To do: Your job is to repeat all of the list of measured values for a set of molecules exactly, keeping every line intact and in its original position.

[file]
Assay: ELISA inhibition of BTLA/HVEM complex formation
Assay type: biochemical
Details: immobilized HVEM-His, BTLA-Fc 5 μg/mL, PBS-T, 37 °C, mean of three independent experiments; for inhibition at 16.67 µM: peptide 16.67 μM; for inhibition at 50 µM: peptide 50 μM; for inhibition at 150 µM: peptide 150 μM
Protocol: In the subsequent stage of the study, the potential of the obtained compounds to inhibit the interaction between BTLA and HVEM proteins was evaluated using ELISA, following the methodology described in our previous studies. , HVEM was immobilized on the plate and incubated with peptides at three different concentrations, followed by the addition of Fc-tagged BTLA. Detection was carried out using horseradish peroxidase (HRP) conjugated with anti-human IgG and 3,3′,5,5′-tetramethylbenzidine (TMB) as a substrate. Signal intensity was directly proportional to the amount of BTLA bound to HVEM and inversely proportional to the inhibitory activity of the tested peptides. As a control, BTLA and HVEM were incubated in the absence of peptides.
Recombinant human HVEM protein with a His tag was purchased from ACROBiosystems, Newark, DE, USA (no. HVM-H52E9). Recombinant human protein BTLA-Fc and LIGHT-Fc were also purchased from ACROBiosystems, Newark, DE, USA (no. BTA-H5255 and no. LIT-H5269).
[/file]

Assay: ELISA inhibition of BTLA/HVEM complex formation
Assay type: biochemical
Details: immobilized HVEM-His, BTLA-Fc 5 μg/mL, PBS-T, 37 °C, mean of three independent experiments; for inhibition at 16.67 µM: peptide 16.67 μM; for inhibition at 50 µM: peptide 50 μM; for inhibition at 150 µM: peptide 150 μM
Protocol: In the subsequent stage of the study, the potential of the obtained compounds to inhibit the interaction between BTLA and HVEM proteins was evaluated using ELISA, following the methodology described in our previous studies. , HVEM was immobilized on the plate and incubated with peptides at three different concentrations, followed by the addition of Fc-tagged BTLA. Detection was carried out using horseradish peroxidase (HRP) conjugated with anti-human IgG and 3,3′,5,5′-tetramethylbenzidine (TMB) as a substrate. Signal intensity was directly proportional to the amount of BTLA bound to HVEM and inversely proportional to the inhibitory activity of the tested peptides. As a control, BTLA and HVEM were incubated in the absence of peptides.
Recombinant human HVEM protein with a His tag was purchased from ACROBiosystems, Newark, DE, USA (no. HVM-H52E9). Recombinant human protein BTLA-Fc and LIGHT-Fc were also purchased from ACROBiosystems, Newark, DE, USA (no. BTA-H5255 and no. LIT-H5269).